After being invited back to Portland State’s campus following a two-year ban for drawing his gun on protesters, conservative blogger Michael Strickland received a less-than-warm welcome.
A March 5 College Republicans event hosting Strickland was quickly derailed by protesters from the Cascadian Resistance and the Anonymous Underground Activist group after a protester identifying as Sawyer Bohannon started ringing a cowbell every time Strickland tried to speak.
“You pointed a gun at me two years ago,” Bohannon said. “I didn’t touch you, and you pointed a gun at me. I’m just exercising my First Amendment rights.”
Strickland did not have an opportunity to speak during the event’s scheduled time, and PSU Conferences and Events agreed to extend the event by half an hour. Once Bohannon departed, the event resumed as planned, according to College Republicans President Philip Arola.
Two years ago, Portland Community College and PSU banned Strickland from their campuses for a July 2018 incident where Strickland pointed a gun at a group of protesters during a Black Lives Matter protest. Strickland was arrested and found guilty of 21 counts — “10 counts of unlawful use of a weapon, 10 counts of menacing and one count of second-degree disorderly conduct” according to The Oregonian. Strickland is currently in the process of appealing the ruling.
Strickland’s two-year campus ban at PSU ended in July of 2018. PCC banned Strickland for life. “The two-year exclusion has been past practice by Portland State University’s Campus Public Safety Office for at least 23 years,” said PSU Director of Media Relations Kenny Ma.
As part of Strickland’s sentence, the judge banned him from owning guns, covering political events and posting recorded content on his YouTube channel, LaughingAtLiberals. He was sentenced to three years’ parole and 40 days in jail.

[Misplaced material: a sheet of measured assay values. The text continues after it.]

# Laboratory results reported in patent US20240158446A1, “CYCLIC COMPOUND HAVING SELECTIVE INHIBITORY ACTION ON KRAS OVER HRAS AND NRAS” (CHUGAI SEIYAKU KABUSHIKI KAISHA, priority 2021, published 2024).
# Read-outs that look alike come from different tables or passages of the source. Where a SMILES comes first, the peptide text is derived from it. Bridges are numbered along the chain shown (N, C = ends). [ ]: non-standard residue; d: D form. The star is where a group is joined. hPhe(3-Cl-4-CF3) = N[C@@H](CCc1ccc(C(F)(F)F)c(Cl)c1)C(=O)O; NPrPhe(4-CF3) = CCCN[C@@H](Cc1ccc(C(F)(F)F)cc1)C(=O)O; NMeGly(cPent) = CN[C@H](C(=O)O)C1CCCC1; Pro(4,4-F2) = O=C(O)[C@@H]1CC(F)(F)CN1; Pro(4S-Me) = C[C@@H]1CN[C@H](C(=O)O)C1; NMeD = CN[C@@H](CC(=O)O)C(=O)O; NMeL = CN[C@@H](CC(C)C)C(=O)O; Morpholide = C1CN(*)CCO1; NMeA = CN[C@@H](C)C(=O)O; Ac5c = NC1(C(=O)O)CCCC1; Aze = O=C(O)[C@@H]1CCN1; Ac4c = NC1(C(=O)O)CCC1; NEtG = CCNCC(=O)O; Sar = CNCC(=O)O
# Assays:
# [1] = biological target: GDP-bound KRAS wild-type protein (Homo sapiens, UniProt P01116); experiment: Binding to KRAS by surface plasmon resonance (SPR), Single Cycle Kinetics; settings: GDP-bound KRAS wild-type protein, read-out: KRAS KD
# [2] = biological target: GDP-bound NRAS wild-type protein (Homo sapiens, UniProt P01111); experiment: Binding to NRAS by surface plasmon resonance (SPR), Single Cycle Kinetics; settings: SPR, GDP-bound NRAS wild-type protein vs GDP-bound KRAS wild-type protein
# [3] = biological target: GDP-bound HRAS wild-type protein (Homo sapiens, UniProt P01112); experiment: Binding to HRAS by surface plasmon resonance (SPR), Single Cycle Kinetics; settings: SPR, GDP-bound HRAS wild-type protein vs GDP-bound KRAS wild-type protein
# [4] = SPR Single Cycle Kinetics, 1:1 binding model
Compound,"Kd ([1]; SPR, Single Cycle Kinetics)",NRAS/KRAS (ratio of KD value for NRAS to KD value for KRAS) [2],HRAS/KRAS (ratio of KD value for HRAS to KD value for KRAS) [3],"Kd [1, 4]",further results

Strickland claimed at the event he has a First Amendment rights violation case because the judge’s order stopped him from recording political content. Arola said the group invited Strickland to speak at their event because he had a “long history of documenting these kinds of events [and] rallies that go on in Portland…he was a valuable voice silenced by the court system.”
Arola characterized the restrictions placed on Strickland as an exceptional case. “It’s obviously very common for felons to lose their firearm rights, but very rare to lose their First Amendment rights.”
Social media platforms have introduced myriad legal issues for courts to work through, with the Supreme Court ruling in 2017 that access to the “public square” social media represents is constitutionally protected by the First Amendment.
Though access to social media is constitutionally protected, Strickland’s situation is one of many cases where ex-convicts on parole have limitations placed on their communications and conduct as part of their conditional release.
When confronted at his event about the 2016 incident, Strickland said. “I would have shot those protesters. I was ready to shoot, because I was trained to shoot.”
“I was ready to shoot the ones that I interpreted as direct threats to me,” Strickland said in response to protesters who questioned his qualifications to determine when it was appropriate to shoot unarmed protesters.
A member of the Anonymous Underground Activist group later claimed in an email that “[Strickland is] not knowledgeable, let alone responsible enough to handle or carry a firearm in public.”
“No one in the crowd was armed, within arm’s length or a threatening distance…he drew his weapon on protesters that were about 15 feet away,” the e-mail continued.
Strickland has consistently clashed with protesters at politically-charged events.
The judge’s decision to forbid Strickland to record—and to raise bail to $250,000—was based off of District Attorney Kate Molina’s argument alleging Strickland sent “possibly race-based threats” to an attendee at a Portland vigil for the Pulse shooting victims in 2016.
“[The attendee] screamed his phone number into my camera and encouraged people to call him …he filed a false police report,” Strickland said during the College Republicans event, denying the harassment accusations.